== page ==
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Jeff Bezos is the richest person in the world, but even as a billionaire he drove around town in a Honda Accord.
The surprisingly frugal founder of retail giant Amazon watched his expenses closely when his vision was just a start-up. After the company’s IPO introduced Bezos to great wealth, he remained a humble spender.
From the driver’s seat of his Accord, Bezos told Bob Simon during a 1999 “60 Minutes” interview that “this is a perfectly good car.”
The interview further showed Bezos’ frugality from his office in Amazon’s then headquarters – wedged between a heroin needle exchange and a “porno parlor.” Standing in front of Bezos’ desk, which was made of a wooden door and sitting on a dirty carpet, Simon asked why the CEO’s working conditions weren’t nicer.
Bezos said, “it’s a symbol of spending money on things that matter to customers.”
Amazon – which just announced a shortlist of 20 finalists for the company’s second headquarters – began as an online bookstore in the dawn of the digital age but didn’t make a profit for its first 20 years. Before his Accord, Bezos drove through Seattle in another economy car.
“I was driving the packages to the post office myself in my 1987 Chevy Blazer and dreaming one day that we might have a forklift,” Bezos told GeekWire about the early days of Amazon.
The tech company is currently valued at over $600 billion – which may be an undervaluation – and Bezos’ net worth is $109 billion as of Friday, according to Bloomberg. Yet, even with all of the success, frugality remains a core leadership principle at Amazon.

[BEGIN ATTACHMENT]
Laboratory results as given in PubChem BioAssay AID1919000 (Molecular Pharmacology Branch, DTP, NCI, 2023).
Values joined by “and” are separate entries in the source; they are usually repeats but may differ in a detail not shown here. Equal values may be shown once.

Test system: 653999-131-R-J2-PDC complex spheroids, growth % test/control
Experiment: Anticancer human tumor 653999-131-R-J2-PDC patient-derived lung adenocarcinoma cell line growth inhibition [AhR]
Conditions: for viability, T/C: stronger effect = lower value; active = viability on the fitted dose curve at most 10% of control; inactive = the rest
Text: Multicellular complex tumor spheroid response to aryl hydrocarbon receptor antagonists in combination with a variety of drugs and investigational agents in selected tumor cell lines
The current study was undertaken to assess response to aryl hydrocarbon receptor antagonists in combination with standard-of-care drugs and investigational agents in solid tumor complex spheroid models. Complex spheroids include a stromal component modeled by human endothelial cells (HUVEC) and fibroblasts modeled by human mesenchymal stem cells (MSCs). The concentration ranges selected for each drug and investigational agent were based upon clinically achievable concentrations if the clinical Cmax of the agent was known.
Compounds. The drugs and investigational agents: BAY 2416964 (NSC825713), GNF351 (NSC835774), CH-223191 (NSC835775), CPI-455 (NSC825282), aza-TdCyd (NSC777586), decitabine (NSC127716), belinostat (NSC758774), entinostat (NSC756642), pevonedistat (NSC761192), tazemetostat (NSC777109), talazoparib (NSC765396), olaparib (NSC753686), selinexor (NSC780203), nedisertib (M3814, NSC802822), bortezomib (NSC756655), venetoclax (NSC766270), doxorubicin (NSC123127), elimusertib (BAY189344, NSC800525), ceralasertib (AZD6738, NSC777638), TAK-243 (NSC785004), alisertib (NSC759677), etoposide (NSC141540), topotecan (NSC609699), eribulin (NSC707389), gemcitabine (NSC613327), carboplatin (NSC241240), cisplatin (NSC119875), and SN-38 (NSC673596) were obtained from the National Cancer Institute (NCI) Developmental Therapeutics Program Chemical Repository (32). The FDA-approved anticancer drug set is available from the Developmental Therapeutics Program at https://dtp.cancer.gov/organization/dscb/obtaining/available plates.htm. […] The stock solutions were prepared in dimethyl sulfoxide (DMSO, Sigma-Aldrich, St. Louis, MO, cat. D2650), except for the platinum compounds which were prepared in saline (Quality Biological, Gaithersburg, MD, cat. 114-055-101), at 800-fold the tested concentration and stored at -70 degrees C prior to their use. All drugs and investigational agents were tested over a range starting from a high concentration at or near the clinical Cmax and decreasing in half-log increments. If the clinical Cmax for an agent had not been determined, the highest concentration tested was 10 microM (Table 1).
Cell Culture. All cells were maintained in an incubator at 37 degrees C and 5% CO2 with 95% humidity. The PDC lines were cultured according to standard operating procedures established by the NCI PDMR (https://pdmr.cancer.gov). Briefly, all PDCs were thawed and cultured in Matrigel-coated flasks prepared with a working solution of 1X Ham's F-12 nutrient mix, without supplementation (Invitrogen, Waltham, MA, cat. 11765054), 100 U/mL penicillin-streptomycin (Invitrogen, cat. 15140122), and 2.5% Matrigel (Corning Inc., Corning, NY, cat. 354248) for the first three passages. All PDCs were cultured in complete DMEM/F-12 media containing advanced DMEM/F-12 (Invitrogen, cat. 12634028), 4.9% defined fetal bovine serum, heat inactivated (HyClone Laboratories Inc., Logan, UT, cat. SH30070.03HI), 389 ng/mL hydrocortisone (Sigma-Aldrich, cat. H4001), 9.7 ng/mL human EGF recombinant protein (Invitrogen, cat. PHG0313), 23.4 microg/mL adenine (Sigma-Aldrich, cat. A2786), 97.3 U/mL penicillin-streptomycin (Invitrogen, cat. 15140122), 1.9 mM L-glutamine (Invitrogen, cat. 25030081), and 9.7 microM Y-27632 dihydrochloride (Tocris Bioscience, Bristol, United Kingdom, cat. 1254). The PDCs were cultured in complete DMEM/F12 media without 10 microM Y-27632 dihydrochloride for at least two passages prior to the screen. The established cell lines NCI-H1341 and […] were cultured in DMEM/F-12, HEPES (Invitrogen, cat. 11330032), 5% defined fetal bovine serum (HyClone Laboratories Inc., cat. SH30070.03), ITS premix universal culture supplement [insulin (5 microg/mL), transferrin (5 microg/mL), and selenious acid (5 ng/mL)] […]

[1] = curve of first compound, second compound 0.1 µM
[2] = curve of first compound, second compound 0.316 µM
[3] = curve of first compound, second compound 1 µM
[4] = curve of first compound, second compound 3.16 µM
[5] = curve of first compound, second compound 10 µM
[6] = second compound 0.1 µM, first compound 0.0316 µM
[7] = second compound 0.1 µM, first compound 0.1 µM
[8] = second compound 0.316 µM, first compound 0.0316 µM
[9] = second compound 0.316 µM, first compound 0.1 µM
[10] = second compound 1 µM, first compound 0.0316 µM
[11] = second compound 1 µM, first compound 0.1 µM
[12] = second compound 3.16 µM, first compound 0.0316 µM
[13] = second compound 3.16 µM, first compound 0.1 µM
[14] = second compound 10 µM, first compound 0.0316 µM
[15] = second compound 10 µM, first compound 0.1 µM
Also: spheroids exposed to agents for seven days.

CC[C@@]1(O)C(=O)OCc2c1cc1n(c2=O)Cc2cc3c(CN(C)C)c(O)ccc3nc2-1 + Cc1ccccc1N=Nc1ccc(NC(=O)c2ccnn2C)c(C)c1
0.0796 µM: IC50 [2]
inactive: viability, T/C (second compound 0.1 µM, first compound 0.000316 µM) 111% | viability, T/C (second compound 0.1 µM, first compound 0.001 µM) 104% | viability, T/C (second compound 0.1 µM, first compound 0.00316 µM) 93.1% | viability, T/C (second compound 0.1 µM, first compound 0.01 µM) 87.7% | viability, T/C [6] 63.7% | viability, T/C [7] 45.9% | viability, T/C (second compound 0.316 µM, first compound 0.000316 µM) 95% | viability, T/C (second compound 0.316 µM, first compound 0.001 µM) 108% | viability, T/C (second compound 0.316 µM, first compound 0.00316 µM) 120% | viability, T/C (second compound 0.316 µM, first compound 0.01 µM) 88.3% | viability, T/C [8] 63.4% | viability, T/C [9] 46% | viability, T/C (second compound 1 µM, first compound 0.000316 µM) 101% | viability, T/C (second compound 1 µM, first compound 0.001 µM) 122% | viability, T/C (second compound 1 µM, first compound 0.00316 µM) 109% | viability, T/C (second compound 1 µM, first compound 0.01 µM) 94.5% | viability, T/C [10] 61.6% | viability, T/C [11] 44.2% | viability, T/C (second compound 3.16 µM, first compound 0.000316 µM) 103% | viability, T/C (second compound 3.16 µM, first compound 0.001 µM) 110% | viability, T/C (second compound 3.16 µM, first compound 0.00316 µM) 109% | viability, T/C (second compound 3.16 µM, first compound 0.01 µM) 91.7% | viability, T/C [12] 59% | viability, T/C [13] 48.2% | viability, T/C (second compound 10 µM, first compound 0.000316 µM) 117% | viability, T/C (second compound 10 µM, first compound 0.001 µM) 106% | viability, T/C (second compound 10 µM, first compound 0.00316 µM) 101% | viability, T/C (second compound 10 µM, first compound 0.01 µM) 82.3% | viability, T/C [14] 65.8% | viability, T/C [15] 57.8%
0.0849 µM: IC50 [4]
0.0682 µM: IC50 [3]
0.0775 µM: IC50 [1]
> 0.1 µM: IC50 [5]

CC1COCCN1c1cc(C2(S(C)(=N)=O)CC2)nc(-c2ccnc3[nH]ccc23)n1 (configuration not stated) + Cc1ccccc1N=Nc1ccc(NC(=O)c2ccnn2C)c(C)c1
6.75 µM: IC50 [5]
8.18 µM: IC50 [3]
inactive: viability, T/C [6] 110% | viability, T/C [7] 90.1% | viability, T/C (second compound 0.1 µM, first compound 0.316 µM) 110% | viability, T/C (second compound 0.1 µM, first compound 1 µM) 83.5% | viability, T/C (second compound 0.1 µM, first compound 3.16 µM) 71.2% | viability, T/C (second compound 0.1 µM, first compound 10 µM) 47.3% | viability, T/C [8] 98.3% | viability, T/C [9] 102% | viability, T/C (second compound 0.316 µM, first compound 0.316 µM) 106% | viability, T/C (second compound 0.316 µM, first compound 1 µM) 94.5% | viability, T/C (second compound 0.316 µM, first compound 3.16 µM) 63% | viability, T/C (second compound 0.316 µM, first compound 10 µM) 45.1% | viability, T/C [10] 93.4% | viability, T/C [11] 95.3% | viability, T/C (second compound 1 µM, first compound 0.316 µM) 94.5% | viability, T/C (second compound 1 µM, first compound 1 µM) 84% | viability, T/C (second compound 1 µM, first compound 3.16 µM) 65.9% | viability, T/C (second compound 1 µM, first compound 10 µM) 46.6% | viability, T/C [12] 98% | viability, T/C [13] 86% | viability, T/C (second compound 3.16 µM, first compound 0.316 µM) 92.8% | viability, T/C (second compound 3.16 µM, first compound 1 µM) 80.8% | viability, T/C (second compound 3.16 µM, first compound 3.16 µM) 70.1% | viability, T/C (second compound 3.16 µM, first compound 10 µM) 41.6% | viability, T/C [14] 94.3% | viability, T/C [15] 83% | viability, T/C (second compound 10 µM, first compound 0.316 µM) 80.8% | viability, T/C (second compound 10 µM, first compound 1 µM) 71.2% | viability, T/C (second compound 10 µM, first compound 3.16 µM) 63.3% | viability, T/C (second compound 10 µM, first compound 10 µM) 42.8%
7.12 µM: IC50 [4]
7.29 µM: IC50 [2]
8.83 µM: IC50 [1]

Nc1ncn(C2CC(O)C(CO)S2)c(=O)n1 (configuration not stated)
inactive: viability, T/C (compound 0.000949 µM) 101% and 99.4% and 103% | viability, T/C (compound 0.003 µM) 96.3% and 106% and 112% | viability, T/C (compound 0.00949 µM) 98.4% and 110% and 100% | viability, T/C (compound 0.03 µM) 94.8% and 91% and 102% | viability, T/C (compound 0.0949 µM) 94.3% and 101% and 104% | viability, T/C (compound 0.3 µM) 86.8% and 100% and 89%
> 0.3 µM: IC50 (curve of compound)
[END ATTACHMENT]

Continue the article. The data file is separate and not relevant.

The company’s website tells employees: “Accomplish more with less. Constraints breed resourcefulness, self-sufficiency, and invention. There are no extra points for growing headcount, budget size, or fixed expense.”
Amazon Web Services senior VP Andy Jassy told CRN Australia that he is similarly interested in cutting unnecessary employee expenses, leading to price drops and savings for customers.
“We try not to spend money on things that our customers don’t value. That’s been a key part of our DNA,” Jassey said.
That includes flight upgrades to business or first class when Amazon employees are traveling for work. Amazon will only pay for an economy ticket – if an employee wants to upgrade, it has to come out of their own pocket.
As of 2013, Bezos was still driving a Honda, according to Brad Stone’s book “The Everything Store.” But being frugal in some areas hasn’t stopped him from making other notable purchases.
The frugality of Amazon – and its leader, Jeff Bezos – has allowed the company to thrive. As it expands to a second headquarters, continuing to be careful with money will certainly help.
This article was first published by Matthew Michaels on Business Insider US
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